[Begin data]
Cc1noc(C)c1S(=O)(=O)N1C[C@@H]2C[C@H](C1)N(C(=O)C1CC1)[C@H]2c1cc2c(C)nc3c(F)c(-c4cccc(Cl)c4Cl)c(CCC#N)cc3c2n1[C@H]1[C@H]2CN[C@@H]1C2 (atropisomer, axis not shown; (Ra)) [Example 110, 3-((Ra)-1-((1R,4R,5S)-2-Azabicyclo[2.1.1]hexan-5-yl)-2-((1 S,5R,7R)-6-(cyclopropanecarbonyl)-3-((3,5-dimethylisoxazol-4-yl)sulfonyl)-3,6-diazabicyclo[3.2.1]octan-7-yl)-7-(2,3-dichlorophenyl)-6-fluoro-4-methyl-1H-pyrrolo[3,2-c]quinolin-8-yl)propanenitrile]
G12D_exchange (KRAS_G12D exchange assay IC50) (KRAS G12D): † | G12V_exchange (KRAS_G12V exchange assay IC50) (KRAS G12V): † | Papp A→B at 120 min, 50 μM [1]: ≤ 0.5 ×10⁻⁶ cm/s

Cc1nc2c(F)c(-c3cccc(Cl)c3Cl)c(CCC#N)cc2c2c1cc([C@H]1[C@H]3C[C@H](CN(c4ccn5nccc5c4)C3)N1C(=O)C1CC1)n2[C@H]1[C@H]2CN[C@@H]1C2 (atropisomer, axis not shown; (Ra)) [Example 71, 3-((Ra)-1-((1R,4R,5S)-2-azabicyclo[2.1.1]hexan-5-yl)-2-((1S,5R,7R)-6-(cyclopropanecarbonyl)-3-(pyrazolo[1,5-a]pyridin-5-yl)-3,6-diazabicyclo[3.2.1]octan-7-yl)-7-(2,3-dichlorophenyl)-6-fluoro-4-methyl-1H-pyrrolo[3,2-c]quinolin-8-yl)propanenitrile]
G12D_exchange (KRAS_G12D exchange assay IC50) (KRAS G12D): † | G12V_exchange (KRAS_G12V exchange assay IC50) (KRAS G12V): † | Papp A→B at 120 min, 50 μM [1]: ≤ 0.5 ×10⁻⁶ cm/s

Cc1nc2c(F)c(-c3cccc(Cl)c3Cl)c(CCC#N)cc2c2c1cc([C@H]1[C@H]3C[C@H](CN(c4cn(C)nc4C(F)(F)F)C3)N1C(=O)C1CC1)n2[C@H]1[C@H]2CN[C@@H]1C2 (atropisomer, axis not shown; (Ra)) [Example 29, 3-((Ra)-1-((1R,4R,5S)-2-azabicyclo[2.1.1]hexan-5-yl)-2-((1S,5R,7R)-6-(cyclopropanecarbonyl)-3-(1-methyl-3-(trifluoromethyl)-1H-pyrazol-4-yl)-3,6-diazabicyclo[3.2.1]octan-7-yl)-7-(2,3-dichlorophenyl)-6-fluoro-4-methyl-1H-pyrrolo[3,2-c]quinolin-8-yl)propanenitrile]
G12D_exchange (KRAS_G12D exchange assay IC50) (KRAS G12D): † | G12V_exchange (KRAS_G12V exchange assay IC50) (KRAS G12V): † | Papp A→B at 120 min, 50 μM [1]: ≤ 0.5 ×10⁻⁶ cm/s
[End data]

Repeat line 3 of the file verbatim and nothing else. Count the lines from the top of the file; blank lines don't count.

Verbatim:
Cc1nc2c(F)c(-c3cccc(Cl)c3Cl)c(CCC#N)cc2c2c1cc([C@H]1[C@H]3C[C@H](CN(c4ccn5nccc5c4)C3)N1C(=O)C1CC1)n2[C@H]1[C@H]2CN[C@@H]1C2 (atropisomer, axis not shown; (Ra)) [Example 71, 3-((Ra)-1-((1R,4R,5S)-2-azabicyclo[2.1.1]hexan-5-yl)-2-((1S,5R,7R)-6-(cyclopropanecarbonyl)-3-(pyrazolo[1,5-a]pyridin-5-yl)-3,6-diazabicyclo[3.2.1]octan-7-yl)-7-(2,3-dichlorophenyl)-6-fluoro-4-methyl-1H-pyrrolo[3,2-c]quinolin-8-yl)propanenitrile]